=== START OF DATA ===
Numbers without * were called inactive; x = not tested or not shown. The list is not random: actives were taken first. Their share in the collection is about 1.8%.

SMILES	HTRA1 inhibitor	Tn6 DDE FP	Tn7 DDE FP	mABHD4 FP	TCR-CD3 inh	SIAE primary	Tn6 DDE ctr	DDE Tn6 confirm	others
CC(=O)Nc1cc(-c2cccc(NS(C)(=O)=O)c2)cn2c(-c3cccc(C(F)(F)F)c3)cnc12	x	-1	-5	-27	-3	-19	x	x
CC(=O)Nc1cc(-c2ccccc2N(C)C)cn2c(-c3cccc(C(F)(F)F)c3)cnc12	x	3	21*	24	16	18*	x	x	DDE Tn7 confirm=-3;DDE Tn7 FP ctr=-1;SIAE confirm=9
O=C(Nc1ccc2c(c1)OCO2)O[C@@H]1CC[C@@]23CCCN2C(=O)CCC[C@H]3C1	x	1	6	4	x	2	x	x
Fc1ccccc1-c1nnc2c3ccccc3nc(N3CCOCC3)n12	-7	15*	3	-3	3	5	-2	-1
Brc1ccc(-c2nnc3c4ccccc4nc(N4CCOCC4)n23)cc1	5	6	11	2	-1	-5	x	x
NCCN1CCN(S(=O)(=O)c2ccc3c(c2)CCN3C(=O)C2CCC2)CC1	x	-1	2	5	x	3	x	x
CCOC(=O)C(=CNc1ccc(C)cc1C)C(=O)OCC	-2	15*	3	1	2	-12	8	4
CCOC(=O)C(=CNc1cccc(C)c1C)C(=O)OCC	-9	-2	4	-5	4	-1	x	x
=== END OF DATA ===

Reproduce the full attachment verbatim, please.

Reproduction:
Numbers without * were called inactive; x = not tested or not shown. The list is not random: actives were taken first. Their share in the collection is about 1.8%.

SMILES	HTRA1 inhibitor	Tn6 DDE FP	Tn7 DDE FP	mABHD4 FP	TCR-CD3 inh	SIAE primary	Tn6 DDE ctr	DDE Tn6 confirm	others
CC(=O)Nc1cc(-c2cccc(NS(C)(=O)=O)c2)cn2c(-c3cccc(C(F)(F)F)c3)cnc12	x	-1	-5	-27	-3	-19	x	x
CC(=O)Nc1cc(-c2ccccc2N(C)C)cn2c(-c3cccc(C(F)(F)F)c3)cnc12	x	3	21*	24	16	18*	x	x	DDE Tn7 confirm=-3;DDE Tn7 FP ctr=-1;SIAE confirm=9
O=C(Nc1ccc2c(c1)OCO2)O[C@@H]1CC[C@@]23CCCN2C(=O)CCC[C@H]3C1	x	1	6	4	x	2	x	x
Fc1ccccc1-c1nnc2c3ccccc3nc(N3CCOCC3)n12	-7	15*	3	-3	3	5	-2	-1
Brc1ccc(-c2nnc3c4ccccc4nc(N4CCOCC4)n23)cc1	5	6	11	2	-1	-5	x	x
NCCN1CCN(S(=O)(=O)c2ccc3c(c2)CCN3C(=O)C2CCC2)CC1	x	-1	2	5	x	3	x	x
CCOC(=O)C(=CNc1ccc(C)cc1C)C(=O)OCC	-2	15*	3	1	2	-12	8	4
CCOC(=O)C(=CNc1cccc(C)c1C)C(=O)OCC	-9	-2	4	-5	4	-1	x	x